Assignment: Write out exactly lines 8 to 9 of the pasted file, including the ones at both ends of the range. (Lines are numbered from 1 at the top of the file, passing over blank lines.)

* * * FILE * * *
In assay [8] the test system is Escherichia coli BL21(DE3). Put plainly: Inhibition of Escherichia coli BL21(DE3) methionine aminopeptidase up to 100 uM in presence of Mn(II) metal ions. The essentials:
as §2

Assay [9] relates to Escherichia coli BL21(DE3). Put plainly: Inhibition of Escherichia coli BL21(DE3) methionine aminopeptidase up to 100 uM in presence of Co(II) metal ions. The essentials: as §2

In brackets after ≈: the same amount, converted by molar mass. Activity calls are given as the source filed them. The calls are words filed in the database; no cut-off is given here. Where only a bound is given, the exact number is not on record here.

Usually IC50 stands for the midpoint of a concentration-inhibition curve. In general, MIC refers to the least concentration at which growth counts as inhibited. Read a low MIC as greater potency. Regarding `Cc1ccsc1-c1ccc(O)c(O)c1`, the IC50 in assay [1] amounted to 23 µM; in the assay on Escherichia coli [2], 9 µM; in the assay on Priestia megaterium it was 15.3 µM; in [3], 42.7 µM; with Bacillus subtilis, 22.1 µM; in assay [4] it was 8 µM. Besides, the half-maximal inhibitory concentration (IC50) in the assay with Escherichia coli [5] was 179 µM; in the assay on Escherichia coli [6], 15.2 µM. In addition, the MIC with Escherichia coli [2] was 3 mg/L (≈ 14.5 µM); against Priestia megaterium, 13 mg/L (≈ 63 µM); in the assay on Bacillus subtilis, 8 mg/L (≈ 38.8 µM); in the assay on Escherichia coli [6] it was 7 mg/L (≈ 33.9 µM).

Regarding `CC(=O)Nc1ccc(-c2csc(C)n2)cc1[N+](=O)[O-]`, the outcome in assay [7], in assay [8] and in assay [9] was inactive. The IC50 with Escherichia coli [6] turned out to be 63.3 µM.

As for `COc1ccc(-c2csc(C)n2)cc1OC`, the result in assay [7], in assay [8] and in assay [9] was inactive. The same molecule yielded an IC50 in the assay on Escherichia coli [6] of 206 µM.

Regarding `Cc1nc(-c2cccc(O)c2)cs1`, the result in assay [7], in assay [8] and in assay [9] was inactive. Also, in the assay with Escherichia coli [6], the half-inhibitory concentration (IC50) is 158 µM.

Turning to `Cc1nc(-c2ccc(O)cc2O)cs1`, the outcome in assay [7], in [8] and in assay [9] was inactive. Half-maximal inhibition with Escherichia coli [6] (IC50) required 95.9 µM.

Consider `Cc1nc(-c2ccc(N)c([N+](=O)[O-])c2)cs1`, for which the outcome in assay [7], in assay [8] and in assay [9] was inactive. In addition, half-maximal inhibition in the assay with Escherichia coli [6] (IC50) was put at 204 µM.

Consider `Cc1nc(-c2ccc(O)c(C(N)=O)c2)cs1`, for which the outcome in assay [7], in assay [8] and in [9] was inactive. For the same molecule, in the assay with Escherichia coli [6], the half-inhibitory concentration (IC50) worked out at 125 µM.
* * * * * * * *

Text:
Regarding `Cc1nc(-c2cccc(O)c2)cs1`, the result in assay [7], in assay [8] and in assay [9] was inactive. Also, in the assay with Escherichia coli [6], the half-inhibitory concentration (IC50) is 158 µM.

Turning to `Cc1nc(-c2ccc(O)cc2O)cs1`, the outcome in assay [7], in [8] and in assay [9] was inactive. Half-maximal inhibition with Escherichia coli [6] (IC50) required 95.9 µM.